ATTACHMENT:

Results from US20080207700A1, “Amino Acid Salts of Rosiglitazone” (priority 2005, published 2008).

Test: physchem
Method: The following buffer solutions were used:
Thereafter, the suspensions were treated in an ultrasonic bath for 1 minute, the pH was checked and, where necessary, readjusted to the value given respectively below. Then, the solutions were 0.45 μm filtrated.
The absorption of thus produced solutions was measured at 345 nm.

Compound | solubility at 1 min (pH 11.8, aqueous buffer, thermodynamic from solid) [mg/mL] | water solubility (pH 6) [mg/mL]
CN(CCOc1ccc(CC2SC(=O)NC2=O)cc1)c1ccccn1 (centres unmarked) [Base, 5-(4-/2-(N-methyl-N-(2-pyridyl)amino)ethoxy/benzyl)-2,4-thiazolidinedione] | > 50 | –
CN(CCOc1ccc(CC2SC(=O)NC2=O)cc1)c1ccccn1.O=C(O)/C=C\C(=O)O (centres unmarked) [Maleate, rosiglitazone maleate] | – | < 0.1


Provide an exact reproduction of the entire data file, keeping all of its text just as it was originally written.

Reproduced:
Results from US20080207700A1, “Amino Acid Salts of Rosiglitazone” (priority 2005, published 2008).

Test: physchem
Method: The following buffer solutions were used:
Thereafter, the suspensions were treated in an ultrasonic bath for 1 minute, the pH was checked and, where necessary, readjusted to the value given respectively below. Then, the solutions were 0.45 μm filtrated.
The absorption of thus produced solutions was measured at 345 nm.

Compound | solubility at 1 min (pH 11.8, aqueous buffer, thermodynamic from solid) [mg/mL] | water solubility (pH 6) [mg/mL]
CN(CCOc1ccc(CC2SC(=O)NC2=O)cc1)c1ccccn1 (centres unmarked) [Base, 5-(4-/2-(N-methyl-N-(2-pyridyl)amino)ethoxy/benzyl)-2,4-thiazolidinedione] | > 50 | –
CN(CCOc1ccc(CC2SC(=O)NC2=O)cc1)c1ccccn1.O=C(O)/C=C\C(=O)O (centres unmarked) [Maleate, rosiglitazone maleate] | – | < 0.1